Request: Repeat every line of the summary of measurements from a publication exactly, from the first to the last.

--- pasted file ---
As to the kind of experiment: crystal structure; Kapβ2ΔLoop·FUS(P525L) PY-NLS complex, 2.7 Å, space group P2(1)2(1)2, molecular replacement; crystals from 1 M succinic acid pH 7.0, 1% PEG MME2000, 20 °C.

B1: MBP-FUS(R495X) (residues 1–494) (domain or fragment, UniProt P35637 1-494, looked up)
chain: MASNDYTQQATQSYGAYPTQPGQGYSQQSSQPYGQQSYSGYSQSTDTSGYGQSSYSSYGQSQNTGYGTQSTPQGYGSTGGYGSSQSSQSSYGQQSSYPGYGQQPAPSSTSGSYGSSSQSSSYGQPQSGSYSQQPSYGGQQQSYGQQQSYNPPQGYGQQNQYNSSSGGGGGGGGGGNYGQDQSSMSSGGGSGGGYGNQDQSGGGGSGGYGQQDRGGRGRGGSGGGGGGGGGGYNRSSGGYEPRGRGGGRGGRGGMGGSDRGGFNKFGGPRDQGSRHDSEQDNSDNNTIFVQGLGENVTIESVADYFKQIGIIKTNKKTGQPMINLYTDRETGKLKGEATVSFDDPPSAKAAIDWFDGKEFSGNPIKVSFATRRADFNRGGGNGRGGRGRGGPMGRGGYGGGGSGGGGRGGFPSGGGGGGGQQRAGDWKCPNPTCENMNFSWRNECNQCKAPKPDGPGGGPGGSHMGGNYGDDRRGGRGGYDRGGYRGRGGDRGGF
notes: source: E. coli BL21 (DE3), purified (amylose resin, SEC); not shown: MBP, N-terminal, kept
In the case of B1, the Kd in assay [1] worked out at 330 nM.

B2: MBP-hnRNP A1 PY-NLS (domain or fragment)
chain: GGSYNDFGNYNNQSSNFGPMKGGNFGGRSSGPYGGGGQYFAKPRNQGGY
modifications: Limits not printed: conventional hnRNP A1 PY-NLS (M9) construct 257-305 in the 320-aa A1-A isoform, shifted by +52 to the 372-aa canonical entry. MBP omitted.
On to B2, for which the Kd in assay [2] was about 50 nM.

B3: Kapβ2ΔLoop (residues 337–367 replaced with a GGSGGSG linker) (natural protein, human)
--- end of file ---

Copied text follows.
As to the kind of experiment: crystal structure; Kapβ2ΔLoop·FUS(P525L) PY-NLS complex, 2.7 Å, space group P2(1)2(1)2, molecular replacement; crystals from 1 M succinic acid pH 7.0, 1% PEG MME2000, 20 °C.

B1: MBP-FUS(R495X) (residues 1–494) (domain or fragment, UniProt P35637 1-494, looked up)
chain: MASNDYTQQATQSYGAYPTQPGQGYSQQSSQPYGQQSYSGYSQSTDTSGYGQSSYSSYGQSQNTGYGTQSTPQGYGSTGGYGSSQSSQSSYGQQSSYPGYGQQPAPSSTSGSYGSSSQSSSYGQPQSGSYSQQPSYGGQQQSYGQQQSYNPPQGYGQQNQYNSSSGGGGGGGGGGNYGQDQSSMSSGGGSGGGYGNQDQSGGGGSGGYGQQDRGGRGRGGSGGGGGGGGGGYNRSSGGYEPRGRGGGRGGRGGMGGSDRGGFNKFGGPRDQGSRHDSEQDNSDNNTIFVQGLGENVTIESVADYFKQIGIIKTNKKTGQPMINLYTDRETGKLKGEATVSFDDPPSAKAAIDWFDGKEFSGNPIKVSFATRRADFNRGGGNGRGGRGRGGPMGRGGYGGGGSGGGGRGGFPSGGGGGGGQQRAGDWKCPNPTCENMNFSWRNECNQCKAPKPDGPGGGPGGSHMGGNYGDDRRGGRGGYDRGGYRGRGGDRGGF
notes: source: E. coli BL21 (DE3), purified (amylose resin, SEC); not shown: MBP, N-terminal, kept
In the case of B1, the Kd in assay [1] worked out at 330 nM.

B2: MBP-hnRNP A1 PY-NLS (domain or fragment)
chain: GGSYNDFGNYNNQSSNFGPMKGGNFGGRSSGPYGGGGQYFAKPRNQGGY
modifications: Limits not printed: conventional hnRNP A1 PY-NLS (M9) construct 257-305 in the 320-aa A1-A isoform, shifted by +52 to the 372-aa canonical entry. MBP omitted.
On to B2, for which the Kd in assay [2] was about 50 nM.

B3: Kapβ2ΔLoop (residues 337–367 replaced with a GGSGGSG linker) (natural protein, human)